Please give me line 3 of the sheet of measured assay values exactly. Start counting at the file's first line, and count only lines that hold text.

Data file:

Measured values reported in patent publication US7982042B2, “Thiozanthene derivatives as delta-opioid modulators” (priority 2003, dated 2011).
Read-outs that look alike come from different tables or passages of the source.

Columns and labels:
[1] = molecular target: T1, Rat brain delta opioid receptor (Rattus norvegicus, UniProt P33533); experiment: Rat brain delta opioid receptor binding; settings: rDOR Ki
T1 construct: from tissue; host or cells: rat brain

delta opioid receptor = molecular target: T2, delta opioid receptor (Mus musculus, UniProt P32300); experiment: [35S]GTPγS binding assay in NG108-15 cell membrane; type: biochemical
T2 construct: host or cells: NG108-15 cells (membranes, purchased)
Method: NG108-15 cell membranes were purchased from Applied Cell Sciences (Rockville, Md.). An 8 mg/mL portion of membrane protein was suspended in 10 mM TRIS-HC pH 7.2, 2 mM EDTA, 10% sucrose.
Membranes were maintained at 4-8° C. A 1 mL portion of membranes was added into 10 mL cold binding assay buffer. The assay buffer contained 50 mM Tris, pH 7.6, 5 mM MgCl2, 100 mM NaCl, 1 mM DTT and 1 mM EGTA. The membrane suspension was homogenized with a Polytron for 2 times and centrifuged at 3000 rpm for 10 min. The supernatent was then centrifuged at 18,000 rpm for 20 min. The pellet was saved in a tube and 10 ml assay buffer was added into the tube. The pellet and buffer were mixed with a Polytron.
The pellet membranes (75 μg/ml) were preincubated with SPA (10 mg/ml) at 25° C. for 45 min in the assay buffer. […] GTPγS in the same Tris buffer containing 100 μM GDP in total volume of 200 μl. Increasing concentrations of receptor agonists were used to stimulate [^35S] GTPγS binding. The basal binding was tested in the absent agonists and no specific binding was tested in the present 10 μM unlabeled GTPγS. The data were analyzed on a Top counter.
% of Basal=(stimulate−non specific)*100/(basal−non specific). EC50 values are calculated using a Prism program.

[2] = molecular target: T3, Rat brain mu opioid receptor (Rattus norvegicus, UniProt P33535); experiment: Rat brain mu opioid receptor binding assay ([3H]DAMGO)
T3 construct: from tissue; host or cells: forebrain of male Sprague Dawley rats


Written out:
Columns and labels: